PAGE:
Rooms with a view: A meticulous plan transforms the grounds of a home into something fabulous

The antique entrance gate is reflected in the home’s upper windows, where extra antique iron panels were added during construction. The limestone façade of the home and the front formal gardens are reminiscent of a French city house. Photos by Chipper Hatter.

A blank canvas. That’s the ultimate desire of every artist. An untouched, untethered blank canvas from which to spin visions of grandeur, moments of musing, inspirational concepts and practical solutions that will reflect a scene. A vision. A view.

Thanks to landscape architect Ryan Cole, every room of this Jefferson Place home has quite a view.

Cole started with a vision. He was brought into this project early—right after the homeowners bought the spec home under construction and desired to transform it to a custom abode. He worked closely with architect Billie Brian and created an entire master plan for the exteriors in keeping with the interior renovations. Cole noted the home’s strong bones, lack of a large yard, location in an established neighborhood, and he envisioned a French city house. One with high walls, lush landscaping, separate garden rooms and multiple fountains that could serve as a private retreat in the middle of the city.

An axial sightline extends from the front door through the rear porch to the back of the garden. Pleached crape myrtles add interest to the gardens.

“The art of the master plan was how to transition the garden to another place,” says Cole. “Take the exterior elements beyond utilitarian and create beauty. There was also a great symbiosis between me and the architect. This really worked in creating this vision and making it a reality. Doors and windows were adjusted with the gardens in mind.”

Cole worked with Brian on many elements of the exteriors, including the entire façade of the home. The front is clad in Indian limestone with no side joints—a technique Cole saw on an old French house in New Orleans—which gives a grand, horizontal design to the face of the house. As the home extends back, Cole and Brian changed materials to reflect what might be typical of a French house in the city.

“The front is very formal, but as the house goes back the materials start to break down,” explains Cole, noting that old techniques were used, including hand-troweled stucco. “Weathered brick—brick with sacking over it—gives it an aged feel toward the back where the more everyday rooms, like the kitchen, would be.”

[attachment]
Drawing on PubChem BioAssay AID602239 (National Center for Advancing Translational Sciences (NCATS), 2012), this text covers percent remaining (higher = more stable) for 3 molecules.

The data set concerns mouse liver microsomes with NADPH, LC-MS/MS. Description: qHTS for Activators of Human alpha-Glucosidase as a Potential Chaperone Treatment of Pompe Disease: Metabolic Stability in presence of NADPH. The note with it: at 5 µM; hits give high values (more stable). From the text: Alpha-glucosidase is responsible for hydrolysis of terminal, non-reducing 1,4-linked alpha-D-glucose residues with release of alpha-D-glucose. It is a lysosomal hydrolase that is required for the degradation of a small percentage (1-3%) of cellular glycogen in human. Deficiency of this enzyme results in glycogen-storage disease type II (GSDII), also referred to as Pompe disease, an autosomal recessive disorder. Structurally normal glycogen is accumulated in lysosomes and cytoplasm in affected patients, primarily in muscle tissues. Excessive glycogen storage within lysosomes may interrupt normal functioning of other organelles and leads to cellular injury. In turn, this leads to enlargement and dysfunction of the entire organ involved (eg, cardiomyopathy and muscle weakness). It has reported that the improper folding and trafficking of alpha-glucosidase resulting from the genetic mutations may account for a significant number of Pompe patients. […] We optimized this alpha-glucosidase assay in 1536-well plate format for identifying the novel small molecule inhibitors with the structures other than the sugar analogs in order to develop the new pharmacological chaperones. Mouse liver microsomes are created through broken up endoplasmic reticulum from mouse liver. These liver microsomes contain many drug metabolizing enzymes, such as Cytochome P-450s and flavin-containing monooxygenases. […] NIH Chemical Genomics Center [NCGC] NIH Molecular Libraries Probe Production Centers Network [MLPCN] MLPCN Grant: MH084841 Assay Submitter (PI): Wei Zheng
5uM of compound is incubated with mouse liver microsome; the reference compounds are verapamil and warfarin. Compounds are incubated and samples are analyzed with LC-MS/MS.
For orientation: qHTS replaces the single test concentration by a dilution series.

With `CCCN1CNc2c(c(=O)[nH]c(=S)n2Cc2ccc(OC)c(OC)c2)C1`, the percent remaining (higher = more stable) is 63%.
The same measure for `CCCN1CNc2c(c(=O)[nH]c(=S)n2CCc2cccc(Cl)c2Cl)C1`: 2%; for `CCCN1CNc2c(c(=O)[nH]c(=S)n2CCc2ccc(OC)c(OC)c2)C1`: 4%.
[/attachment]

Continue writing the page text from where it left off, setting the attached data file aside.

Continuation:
“This antique pair of doors had been on my mind for over a year. Until the perfect project came my way,” says Cole. The doors are now the focal point of the rear garden and give the area a pleasing entrance. “To me, the threshold beckons, ‘Explore!’”

In addition to the change in materials on the home’s exterior, slate flooring gives way to weathered brick in the outdoor kitchen. The large limestone walls in the front transition to green walls (or vertical gardens) in the back, a choice that Cole says helps give the appearance of depth in a shallow space. Antique doors, aged urns, old ironwork and weathered fountains add more patina at every turn.

“This house comes off as truly authentic,” says Cole. “It looks older than its age. It is timeless and will transcend the years.”

In addition to the hardscape, Cole created French gardens to complement the home. The front design, enclosed by walls, is formal “but not Versailles formal,” he maintains. In addition to boxwoods and a holly hedge, Cole also incorporated azaleas and other foliage to soften the scene. A walled side garden with a lily pond offers a pleasing view from the dining room. Even the driveway, with a pedestrian gate, received special attention with planning and foliage.

“In planting the driveway entrance, I kept to an everygreen planting palette—formal and classic,” says Cole, noting that he used standard Eagleston Holly to create green walls along the passage underplanted with monkey grass. “But in a French home, you would not be looking out the windows of the house at a driveway. Which is why the courtyard is so important.”

The same Indian limestone used on the front façade of the house tops a custom-designed dining table in the outdoor kitchen area. Weathered brick, old lanterns and iron add patina to the back cabana.

All of Cole’s exterior rooms are important and intrinsic to the design—part of his master plan—but the back of the home is where it is most apparent. The axial sightline from the front door through the rear porch informed Cole’s choices on extending the axis to the back of the property, ending it at a French fountain as the focal point. Here he developed a planting design of symmetry and formality, but he contrasted clipped hedges with loose evergreens to make it a bit more casual.

“The property is not big, so we played with proportions to extend the eye,” says Cole. “A skinny allée, overly narrow, gives the appearance that it is longer. Also, the walk is covered by trees but opens up to the garden room beyond, which plays a bit with depth perception.”

Every detail was considered—from the best way to conceal a spa to the color of the outdoor cushions to blend with the background. The goal, for Cole, was to make the rooms outside of the home as inviting as the rooms within. And he saw his vision to completion.

“It feels grand, but it is comfortable,” says Cole. “The end result is pleasing to the eye. But the untrained eye might not be able to pinpoint exactly why it is pleasing. That’s where the master plan comes in. It can take the exterior design to a whole other place and make every element enjoyable.”


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